The Enforceability and Effectiveness of Typical Shareholders Agreement Provisions Table of Contents

The Enforceability and Effectiveness of Typical
Shareholders Agreement Provisions
By the Corporation Law Committee of the
Association of the Bar of the City of New York
Table of Contents
I. Board of Directors ....................................................................................1155
A. Shareholders’ Nomination and Election of Directors ...........................1155
1. Certain Legal Principles ..................................................................1156
2. Drafting Considerations..................................................................1157
B. Removal of Directors ..........................................................................1157
1. Certain Legal Principles ..................................................................1157
2. Drafting Considerations..................................................................1158
C. Filling Board Vacancies .......................................................................1158
1. Certain Legal Principles ..................................................................1159
2. Drafting Considerations..................................................................1159
D. Board Size, Quorum, and Voting.........................................................1159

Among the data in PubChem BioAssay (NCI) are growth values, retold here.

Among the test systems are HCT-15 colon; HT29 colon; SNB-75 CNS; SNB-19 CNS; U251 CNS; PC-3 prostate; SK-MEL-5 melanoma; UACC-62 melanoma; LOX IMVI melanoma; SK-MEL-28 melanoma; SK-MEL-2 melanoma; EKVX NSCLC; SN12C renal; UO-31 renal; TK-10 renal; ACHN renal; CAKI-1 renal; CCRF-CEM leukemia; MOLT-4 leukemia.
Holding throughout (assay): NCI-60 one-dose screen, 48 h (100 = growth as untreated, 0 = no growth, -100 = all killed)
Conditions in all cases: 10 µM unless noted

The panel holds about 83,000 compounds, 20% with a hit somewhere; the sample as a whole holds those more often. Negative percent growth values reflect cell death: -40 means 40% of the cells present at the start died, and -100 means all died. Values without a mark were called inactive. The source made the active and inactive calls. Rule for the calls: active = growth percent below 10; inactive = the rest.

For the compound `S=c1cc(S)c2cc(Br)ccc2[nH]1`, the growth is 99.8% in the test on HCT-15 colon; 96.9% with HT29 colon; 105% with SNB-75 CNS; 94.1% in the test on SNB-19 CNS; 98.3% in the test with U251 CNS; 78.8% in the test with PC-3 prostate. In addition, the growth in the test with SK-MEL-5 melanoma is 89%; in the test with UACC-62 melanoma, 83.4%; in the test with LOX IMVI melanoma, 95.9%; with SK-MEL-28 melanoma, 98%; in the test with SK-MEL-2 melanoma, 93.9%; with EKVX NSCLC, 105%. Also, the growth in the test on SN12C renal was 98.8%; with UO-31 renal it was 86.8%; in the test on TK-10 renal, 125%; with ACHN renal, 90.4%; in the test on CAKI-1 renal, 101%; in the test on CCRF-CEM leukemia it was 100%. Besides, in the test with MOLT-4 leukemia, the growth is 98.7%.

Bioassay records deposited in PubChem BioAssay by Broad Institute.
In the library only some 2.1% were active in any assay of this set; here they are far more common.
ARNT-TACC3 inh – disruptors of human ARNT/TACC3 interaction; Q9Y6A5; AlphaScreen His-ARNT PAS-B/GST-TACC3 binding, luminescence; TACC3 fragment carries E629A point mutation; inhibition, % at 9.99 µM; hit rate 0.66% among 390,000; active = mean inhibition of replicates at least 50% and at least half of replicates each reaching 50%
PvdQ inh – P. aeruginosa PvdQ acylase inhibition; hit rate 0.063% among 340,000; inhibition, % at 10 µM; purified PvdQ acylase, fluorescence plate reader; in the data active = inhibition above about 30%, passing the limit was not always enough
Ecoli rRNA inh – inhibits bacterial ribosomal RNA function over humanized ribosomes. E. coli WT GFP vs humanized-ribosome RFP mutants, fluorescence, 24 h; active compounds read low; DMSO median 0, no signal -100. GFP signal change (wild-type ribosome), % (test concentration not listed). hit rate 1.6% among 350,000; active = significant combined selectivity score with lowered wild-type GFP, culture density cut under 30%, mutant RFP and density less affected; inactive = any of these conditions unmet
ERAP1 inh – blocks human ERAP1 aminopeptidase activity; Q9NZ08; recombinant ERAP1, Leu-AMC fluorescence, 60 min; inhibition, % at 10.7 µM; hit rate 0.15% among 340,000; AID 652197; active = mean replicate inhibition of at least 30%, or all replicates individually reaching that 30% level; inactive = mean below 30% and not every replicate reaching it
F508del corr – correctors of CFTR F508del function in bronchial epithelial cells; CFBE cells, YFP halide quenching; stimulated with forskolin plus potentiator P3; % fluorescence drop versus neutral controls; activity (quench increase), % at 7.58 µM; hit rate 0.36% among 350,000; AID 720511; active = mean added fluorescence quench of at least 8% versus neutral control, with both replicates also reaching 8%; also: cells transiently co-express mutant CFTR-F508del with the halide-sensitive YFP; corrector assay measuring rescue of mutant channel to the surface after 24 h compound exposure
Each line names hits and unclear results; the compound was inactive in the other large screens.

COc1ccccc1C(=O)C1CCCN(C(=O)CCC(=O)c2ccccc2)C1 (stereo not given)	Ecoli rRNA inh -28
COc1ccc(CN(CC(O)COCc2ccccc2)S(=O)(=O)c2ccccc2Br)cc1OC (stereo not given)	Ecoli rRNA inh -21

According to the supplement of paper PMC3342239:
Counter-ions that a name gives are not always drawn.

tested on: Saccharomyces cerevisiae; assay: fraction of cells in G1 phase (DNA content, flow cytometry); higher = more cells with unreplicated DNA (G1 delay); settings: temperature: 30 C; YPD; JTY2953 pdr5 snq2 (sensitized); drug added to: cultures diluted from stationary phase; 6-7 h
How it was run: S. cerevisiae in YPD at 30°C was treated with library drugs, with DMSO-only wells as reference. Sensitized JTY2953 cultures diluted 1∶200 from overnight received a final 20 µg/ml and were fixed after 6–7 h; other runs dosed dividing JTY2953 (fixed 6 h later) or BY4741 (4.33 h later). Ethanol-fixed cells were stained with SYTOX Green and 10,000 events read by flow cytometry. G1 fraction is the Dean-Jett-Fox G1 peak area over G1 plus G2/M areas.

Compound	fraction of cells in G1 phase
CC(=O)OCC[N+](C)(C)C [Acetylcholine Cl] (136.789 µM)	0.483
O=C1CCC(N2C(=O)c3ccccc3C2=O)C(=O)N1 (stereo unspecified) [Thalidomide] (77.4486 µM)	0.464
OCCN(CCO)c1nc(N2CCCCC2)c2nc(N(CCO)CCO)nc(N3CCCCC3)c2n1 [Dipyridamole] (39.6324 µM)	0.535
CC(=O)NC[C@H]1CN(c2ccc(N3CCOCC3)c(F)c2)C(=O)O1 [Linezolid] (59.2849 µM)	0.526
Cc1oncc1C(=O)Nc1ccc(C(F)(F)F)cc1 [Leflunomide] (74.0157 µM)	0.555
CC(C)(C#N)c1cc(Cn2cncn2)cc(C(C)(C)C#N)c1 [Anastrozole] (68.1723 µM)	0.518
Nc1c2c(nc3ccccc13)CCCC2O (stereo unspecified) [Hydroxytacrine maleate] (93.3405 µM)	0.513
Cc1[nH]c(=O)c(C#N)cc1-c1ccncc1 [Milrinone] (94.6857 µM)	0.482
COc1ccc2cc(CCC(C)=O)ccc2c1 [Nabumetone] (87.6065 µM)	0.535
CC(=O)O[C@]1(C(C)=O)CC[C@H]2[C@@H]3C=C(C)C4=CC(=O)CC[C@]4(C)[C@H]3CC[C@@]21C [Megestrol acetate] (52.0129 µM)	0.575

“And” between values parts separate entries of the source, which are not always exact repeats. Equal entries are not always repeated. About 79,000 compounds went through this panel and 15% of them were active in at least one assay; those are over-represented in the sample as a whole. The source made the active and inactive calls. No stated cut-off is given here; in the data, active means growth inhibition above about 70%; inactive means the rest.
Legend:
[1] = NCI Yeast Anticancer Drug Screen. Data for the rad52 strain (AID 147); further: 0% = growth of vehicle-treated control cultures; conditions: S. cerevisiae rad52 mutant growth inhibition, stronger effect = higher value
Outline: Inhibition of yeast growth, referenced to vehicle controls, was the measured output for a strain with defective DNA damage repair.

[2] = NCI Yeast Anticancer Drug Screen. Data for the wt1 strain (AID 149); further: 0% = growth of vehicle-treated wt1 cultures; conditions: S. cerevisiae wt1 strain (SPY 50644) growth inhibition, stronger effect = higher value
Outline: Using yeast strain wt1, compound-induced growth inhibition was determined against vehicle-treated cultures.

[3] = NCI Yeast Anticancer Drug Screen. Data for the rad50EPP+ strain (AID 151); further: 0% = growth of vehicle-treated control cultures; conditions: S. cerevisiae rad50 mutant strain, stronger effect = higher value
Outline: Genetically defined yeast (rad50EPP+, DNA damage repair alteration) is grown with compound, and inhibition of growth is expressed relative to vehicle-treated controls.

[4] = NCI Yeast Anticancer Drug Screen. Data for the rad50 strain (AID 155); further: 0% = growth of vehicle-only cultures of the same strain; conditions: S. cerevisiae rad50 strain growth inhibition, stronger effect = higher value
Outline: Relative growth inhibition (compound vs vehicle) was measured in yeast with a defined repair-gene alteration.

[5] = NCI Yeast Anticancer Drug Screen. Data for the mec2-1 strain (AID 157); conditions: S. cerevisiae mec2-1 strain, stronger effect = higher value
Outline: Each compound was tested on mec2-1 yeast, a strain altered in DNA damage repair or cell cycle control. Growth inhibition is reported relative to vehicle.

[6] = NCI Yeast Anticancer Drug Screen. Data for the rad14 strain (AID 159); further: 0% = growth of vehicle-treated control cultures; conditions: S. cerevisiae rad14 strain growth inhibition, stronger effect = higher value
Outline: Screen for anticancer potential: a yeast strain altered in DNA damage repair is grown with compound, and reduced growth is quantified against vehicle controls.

1. Legal Principles—Board Size ..........................................................1160
2. Drafting Considerations—Board Size..............................................1160
3. Certain Legal Principles—Quorum Requirement ............................1160
4. Drafting Considerations—Quorum Requirement ...........................1161
5. Certain Legal Principles—Voting Requirement ...............................1161
6. Drafting Considerations—Voting Requirement ...............................1161
E. Limiting the Powers of the Board of Directors .....................................1161
1. Certain Legal Principles ..................................................................1162
2. Drafting Considerations..................................................................1162
F. Board Committees ..............................................................................1163
1. Certain Legal Principles ..................................................................1163
2. Drafting Considerations..................................................................1164
G. Board Observer Rights ........................................................................1165
1. Certain Legal Principles ..................................................................1165
2. Drafting Considerations..................................................................1165
H. Indemnification ..................................................................................1165
1. Certain Legal Principles—Indemnification of Directors Generally ..1165
2. Drafting Considerations—Indemnification of Directors Generally ..1166